Sold by her mother. Enslaved in Pompeii’s brothel. Determined to survive. Her name is Amara. Welcome to the Wolf Den…

Amara was once a beloved daughter, until her father’s death plunged her family into penury. Now she is a slave in Pompeii’s infamous brothel, owned by a man she despises. Sharp, clever and resourceful, Amara is forced to hide her talents. For as a she-wolf, her only value lies in the desire she can stir in others.

But Amara’s spirit is far from broken.

By day, she walks the streets with her fellow she-wolves, finding comfort in the laughter and dreams they share. For the streets of Pompeii are alive with opportunity. Out here, even the lowest slave can secure a reversal in fortune. Amara has learnt that everything in this city has its price. But how much is her freedom going to cost her?

Set in Pompeii’s lupanar, The Wolf Den reimagines the lives of women who have long been overlooked.


4 stars

Thank you Sterling Publishing for granting me a copy through Netgalley. It has no influence on my review.

That story is extremely well written, feels very realistic and made me sad and thoughtful.

Sad because the lot of these women in the lupanar, these she-wolves, were not a lot they had chosen but one they fell into and had to endure the best they could.

It made me thoughtful too because even beyond these prostitutes, it’s a whole society in ancient Rome that was built on slavery. You had other house slaves, not just in the lupanar of course.

And it made me realize how lucky I am.

How lucky I am to be born in a country and in an era of freedom and equal rights for women. Of course, I know prostitution still exists and exploitation of prostitution too but now it’s illegal and people fight against this.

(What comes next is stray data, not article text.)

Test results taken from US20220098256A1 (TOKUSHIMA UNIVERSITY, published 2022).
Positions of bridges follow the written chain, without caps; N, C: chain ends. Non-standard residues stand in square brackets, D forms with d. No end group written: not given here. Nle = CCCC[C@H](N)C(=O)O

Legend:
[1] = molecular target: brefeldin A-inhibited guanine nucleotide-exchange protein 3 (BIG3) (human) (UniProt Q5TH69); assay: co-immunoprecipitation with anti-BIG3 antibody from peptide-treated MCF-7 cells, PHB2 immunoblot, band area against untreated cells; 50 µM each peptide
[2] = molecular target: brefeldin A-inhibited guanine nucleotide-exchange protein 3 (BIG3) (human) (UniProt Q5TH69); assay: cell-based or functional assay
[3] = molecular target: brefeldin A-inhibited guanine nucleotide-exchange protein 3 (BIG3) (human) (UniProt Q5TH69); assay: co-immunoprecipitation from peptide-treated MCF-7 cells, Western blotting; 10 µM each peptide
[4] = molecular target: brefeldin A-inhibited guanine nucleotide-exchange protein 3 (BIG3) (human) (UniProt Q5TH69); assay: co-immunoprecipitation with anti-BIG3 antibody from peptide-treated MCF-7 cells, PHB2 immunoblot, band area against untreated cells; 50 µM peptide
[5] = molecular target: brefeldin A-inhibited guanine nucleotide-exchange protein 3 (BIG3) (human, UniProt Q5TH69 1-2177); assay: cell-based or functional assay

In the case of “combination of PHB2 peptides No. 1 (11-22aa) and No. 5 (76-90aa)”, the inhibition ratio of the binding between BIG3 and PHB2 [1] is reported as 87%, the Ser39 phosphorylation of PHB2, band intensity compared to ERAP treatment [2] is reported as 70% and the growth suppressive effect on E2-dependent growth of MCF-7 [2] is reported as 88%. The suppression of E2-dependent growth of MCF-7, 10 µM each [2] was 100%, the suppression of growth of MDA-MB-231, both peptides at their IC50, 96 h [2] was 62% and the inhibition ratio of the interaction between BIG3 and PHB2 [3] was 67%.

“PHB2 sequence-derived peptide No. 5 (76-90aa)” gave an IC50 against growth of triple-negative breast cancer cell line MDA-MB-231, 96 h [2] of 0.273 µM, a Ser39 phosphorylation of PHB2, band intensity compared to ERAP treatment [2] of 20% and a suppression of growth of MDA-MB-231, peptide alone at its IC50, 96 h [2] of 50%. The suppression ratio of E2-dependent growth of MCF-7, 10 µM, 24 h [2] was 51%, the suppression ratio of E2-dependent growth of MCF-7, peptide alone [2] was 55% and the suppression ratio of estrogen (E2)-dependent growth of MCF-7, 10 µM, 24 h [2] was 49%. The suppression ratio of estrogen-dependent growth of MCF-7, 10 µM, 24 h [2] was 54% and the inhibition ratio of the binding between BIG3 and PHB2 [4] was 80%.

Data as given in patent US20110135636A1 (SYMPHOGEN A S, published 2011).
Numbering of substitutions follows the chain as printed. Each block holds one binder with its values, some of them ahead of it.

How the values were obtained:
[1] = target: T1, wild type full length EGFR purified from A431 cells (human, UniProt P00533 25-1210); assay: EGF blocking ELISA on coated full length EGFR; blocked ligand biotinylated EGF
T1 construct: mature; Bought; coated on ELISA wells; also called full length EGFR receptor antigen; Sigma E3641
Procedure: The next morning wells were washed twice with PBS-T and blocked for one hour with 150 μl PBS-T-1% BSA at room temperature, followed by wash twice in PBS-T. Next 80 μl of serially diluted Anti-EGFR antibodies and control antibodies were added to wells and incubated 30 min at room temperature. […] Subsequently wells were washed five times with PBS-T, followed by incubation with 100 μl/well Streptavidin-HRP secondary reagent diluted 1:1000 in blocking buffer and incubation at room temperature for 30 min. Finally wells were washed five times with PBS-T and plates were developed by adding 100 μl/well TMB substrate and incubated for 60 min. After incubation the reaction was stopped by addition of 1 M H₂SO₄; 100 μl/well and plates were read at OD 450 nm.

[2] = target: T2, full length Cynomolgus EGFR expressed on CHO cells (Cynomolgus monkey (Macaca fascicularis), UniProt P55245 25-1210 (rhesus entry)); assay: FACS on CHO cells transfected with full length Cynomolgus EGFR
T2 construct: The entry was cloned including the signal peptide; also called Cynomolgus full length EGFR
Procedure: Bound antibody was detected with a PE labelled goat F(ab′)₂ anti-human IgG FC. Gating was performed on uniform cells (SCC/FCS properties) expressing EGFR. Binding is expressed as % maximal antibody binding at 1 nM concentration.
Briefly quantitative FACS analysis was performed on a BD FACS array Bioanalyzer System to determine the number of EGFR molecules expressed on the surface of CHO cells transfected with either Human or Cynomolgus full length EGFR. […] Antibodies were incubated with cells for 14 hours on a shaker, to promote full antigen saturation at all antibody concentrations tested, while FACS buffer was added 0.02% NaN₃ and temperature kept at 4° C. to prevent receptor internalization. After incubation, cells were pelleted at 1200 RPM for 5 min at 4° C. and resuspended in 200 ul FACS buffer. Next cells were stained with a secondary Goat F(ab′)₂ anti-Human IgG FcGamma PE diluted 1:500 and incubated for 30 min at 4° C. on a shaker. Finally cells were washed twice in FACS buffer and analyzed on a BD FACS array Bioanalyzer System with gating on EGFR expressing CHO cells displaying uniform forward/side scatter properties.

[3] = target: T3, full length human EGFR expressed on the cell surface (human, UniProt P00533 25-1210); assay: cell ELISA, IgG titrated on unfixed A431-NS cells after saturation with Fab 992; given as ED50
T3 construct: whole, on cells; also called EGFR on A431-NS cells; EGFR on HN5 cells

These women didn’t have that chance.

The only hope they had to escape that life was to buy their freedom. But the price was so steep that it was impossible except if another wealthy man could buy them out.

It also showed how people can manipulate others. Felix, the pimp, knew how to make these women feel worthless and then have them feel grateful for something he did, or have them craving his approval. This is twisted and a prime example of manipulator.

Elodie Harper did a good job at describing Pompeii at that time, the merchants, the public bath, the lupanar and of course the slavery.

Know that it’s hard to read at time and filled with triggers. It’s no real “fade to black” and I wanted to scream many times. But it was best to write without sugarcoating anything. Just be warned when reading that story.

But what was also incredible and gave me hope while reading about these bleak conditions was the women’s friendship and support.

They were united in their lot, helping each other the best they could. Sharing food, perfume, etc. There was laughter, expeditions to the arena, stories…

Last word about my reading experience, this is very character driven, centered around these women’s lives, Amara’s in particular hence the pacing is quite slow. If you are looking for something full of actions, that won’t be the book for you.

The Wolf Den is a well written historical fiction, brutally honest, centering around ordinary people instead of emperors or great heroes of the past. It talks about slavery, survival but also friendship and sisterhood.

Thanks for reading


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  1. I love your new layout! And this sounds like an emotionally powerful book, I have never heard of it before. It sounds like a very memorable historical fiction!

  2. I’m so glad you enjoyed The Wolf Den, Sophie! I can’t wait for the second book. It’s one of my highest anticipated books of 2022. ♥

  3. This sounds like the kind of story that grabs my complete attention and makes me angry at the same time: your description of the women’s plight is indeed heartbreaking. But I know I will want to read this one, one of these days… Thanks for sharing! 🙂